Distress as traders unable to export 2.3m tonnes of hides, skins over tax

Hides and skins traders at Kilimo House  [George Njunge, Standard]
Raw hides and skins traders yesterday claimed they have been unable to sell over 2.3 million tonnes of hides and skins, citing an 80 per cent export tax they described as punitive.
The traders camped at Kilimo House in Nairobi on Monday seeking an audience with Livestock Principal Secretary Harry Kimtai but left at around 5 pm without seeing him.
Torome Keresheu, a trader who had travelled from Narok, said the 80 per cent tax slapped on the product was killing the industry and hurting farmers. “The tanneries are taxed at 20 per cent, we are taxed at 80 per cent.
We do the donkey work, therefore, the tannery owners are enjoying our sweat. We want the Government to reverse this percentage.
 ”This industry is the third-biggest foreign exchange earner after coffee and tea, and a flagship in Vision 2030, yet it has been forsaken by the people who should protect it,” he said. The traders requested for a six-month export waiver of raw hides and skins to reduce their “rotting” stock.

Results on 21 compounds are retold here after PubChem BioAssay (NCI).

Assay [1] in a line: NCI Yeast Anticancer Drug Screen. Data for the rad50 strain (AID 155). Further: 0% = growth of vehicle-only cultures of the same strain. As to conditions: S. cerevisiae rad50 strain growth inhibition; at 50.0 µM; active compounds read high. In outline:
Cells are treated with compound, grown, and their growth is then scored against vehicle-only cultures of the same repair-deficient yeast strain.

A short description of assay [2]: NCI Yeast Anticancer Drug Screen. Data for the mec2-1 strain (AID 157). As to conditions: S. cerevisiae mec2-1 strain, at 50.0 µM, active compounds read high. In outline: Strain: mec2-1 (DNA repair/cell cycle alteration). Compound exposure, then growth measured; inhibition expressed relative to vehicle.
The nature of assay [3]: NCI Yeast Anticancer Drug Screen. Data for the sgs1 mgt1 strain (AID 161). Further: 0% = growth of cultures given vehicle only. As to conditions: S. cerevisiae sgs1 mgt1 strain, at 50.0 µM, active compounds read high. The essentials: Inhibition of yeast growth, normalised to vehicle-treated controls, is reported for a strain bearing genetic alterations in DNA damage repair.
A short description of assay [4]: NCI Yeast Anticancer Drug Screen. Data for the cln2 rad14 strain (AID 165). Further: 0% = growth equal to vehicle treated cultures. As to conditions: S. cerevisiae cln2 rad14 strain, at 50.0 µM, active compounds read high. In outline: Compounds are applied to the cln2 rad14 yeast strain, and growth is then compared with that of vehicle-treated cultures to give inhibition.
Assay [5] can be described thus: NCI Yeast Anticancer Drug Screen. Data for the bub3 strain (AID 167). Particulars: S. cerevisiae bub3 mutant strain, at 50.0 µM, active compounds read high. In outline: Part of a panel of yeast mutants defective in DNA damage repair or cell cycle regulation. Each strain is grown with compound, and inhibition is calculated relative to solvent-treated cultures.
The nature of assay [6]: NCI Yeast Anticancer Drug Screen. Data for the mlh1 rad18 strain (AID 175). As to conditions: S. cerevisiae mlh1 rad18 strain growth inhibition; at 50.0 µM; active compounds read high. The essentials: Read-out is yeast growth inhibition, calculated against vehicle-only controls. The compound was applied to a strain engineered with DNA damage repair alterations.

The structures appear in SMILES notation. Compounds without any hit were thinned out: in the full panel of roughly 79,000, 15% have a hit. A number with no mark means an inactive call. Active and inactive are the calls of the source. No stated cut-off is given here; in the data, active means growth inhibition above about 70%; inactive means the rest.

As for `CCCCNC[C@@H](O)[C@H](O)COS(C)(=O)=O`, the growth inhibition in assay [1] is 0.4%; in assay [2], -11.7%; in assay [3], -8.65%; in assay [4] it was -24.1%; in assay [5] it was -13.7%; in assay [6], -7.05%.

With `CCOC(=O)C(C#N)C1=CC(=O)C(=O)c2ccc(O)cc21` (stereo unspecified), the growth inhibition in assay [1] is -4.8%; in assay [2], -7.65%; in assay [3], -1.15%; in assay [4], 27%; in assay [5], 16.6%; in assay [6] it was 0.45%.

Torome said that when President Uhuru Kenyatta was Finance minister in
2012/2013, he set aside Sh175 million for the establishment of six mini-tanneries across the country. Kennedy Karuri from Uasin Gichu claimed the hides and skins industry had been infiltrated by cartels who were misleading the Government on policy formulation.

“Their selfish interests have affected us very much. The impact is huge and we don’t have anywhere to sell our hides and skins,” he said.

 Mr Karuri claimed that the importation of cheap synthetic materials had further pushed them to the edge. ”The Government should stop this importation as it is negatively affecting a chain of Kenyans from farmers in far-flung areas to butchers and now hides and skin traders.

We have over 10 million Kenyans who depend directly or indirectly on this chain,” he said. Clare Namurembo, another trader, said they were suffering because they were unable to service their loans. Government officials have argued in the past that the levy is meant to encourage value addition and to cushion the local leather industry.

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Raw hidesexport taxKilimo House